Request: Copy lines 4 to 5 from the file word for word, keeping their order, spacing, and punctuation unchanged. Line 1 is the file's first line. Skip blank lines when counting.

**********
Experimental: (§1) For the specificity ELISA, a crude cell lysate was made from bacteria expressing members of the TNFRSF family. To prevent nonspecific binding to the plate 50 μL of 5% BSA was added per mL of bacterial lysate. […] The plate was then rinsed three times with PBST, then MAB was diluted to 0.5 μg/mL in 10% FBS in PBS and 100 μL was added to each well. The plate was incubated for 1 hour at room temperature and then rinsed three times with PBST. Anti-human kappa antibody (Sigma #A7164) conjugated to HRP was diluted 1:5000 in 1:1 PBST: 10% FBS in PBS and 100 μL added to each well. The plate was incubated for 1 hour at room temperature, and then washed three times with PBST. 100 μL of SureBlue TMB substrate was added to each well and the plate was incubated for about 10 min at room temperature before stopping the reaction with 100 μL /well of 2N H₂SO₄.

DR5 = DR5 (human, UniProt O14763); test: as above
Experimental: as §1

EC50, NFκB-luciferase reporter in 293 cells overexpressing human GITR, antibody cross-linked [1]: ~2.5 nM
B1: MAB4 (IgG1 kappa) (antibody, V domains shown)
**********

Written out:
EC50, NFκB-luciferase reporter in 293 cells overexpressing human GITR, antibody cross-linked [1]: ~2.5 nM
B1: MAB4 (IgG1 kappa) (antibody, V domains shown)